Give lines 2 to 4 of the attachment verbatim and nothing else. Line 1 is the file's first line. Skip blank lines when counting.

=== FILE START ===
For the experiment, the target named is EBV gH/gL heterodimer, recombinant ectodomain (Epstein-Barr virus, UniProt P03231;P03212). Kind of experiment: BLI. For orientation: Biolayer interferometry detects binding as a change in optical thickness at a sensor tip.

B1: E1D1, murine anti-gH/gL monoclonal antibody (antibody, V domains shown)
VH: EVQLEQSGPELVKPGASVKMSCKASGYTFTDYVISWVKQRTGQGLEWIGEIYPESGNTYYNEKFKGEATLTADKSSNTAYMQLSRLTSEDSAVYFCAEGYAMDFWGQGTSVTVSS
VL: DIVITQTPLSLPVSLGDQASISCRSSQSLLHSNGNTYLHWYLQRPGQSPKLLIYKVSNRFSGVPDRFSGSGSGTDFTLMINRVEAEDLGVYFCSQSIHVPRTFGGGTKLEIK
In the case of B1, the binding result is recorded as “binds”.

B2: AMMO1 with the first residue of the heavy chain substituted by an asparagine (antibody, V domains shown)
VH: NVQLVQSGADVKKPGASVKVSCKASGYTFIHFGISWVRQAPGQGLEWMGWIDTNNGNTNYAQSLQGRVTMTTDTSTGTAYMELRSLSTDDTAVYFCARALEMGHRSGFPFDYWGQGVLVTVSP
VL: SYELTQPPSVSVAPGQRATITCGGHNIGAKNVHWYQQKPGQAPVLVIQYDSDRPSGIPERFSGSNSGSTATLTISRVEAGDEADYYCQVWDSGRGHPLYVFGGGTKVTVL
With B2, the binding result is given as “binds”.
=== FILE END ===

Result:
B1: E1D1, murine anti-gH/gL monoclonal antibody (antibody, V domains shown)
VH: EVQLEQSGPELVKPGASVKMSCKASGYTFTDYVISWVKQRTGQGLEWIGEIYPESGNTYYNEKFKGEATLTADKSSNTAYMQLSRLTSEDSAVYFCAEGYAMDFWGQGTSVTVSS
VL: DIVITQTPLSLPVSLGDQASISCRSSQSLLHSNGNTYLHWYLQRPGQSPKLLIYKVSNRFSGVPDRFSGSGSGTDFTLMINRVEAEDLGVYFCSQSIHVPRTFGGGTKLEIK